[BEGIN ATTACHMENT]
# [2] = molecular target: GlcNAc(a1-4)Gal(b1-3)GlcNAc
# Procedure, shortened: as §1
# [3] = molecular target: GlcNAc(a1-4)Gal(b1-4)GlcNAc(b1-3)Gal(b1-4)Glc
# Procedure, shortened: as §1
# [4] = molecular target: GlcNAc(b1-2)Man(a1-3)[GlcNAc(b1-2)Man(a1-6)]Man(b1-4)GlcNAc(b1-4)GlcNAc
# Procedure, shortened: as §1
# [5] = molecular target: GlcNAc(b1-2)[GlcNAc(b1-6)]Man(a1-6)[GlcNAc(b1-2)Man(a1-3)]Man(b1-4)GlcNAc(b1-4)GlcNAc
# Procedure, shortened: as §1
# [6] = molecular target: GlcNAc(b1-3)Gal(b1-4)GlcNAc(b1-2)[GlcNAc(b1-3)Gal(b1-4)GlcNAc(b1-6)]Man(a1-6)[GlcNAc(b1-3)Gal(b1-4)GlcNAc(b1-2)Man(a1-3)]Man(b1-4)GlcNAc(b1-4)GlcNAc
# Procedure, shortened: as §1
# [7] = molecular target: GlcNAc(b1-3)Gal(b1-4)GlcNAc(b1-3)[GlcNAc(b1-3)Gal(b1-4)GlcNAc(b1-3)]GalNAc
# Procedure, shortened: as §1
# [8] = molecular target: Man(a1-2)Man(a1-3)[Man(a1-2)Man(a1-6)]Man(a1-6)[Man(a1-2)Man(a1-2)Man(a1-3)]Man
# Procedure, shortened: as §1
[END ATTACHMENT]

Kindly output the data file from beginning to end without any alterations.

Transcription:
# [2] = molecular target: GlcNAc(a1-4)Gal(b1-3)GlcNAc
# Procedure, shortened: as §1
# [3] = molecular target: GlcNAc(a1-4)Gal(b1-4)GlcNAc(b1-3)Gal(b1-4)Glc
# Procedure, shortened: as §1
# [4] = molecular target: GlcNAc(b1-2)Man(a1-3)[GlcNAc(b1-2)Man(a1-6)]Man(b1-4)GlcNAc(b1-4)GlcNAc
# Procedure, shortened: as §1
# [5] = molecular target: GlcNAc(b1-2)[GlcNAc(b1-6)]Man(a1-6)[GlcNAc(b1-2)Man(a1-3)]Man(b1-4)GlcNAc(b1-4)GlcNAc
# Procedure, shortened: as §1
# [6] = molecular target: GlcNAc(b1-3)Gal(b1-4)GlcNAc(b1-2)[GlcNAc(b1-3)Gal(b1-4)GlcNAc(b1-6)]Man(a1-6)[GlcNAc(b1-3)Gal(b1-4)GlcNAc(b1-2)Man(a1-3)]Man(b1-4)GlcNAc(b1-4)GlcNAc
# Procedure, shortened: as §1
# [7] = molecular target: GlcNAc(b1-3)Gal(b1-4)GlcNAc(b1-3)[GlcNAc(b1-3)Gal(b1-4)GlcNAc(b1-3)]GalNAc
# Procedure, shortened: as §1
# [8] = molecular target: Man(a1-2)Man(a1-3)[Man(a1-2)Man(a1-6)]Man(a1-6)[Man(a1-2)Man(a1-2)Man(a1-3)]Man
# Procedure, shortened: as §1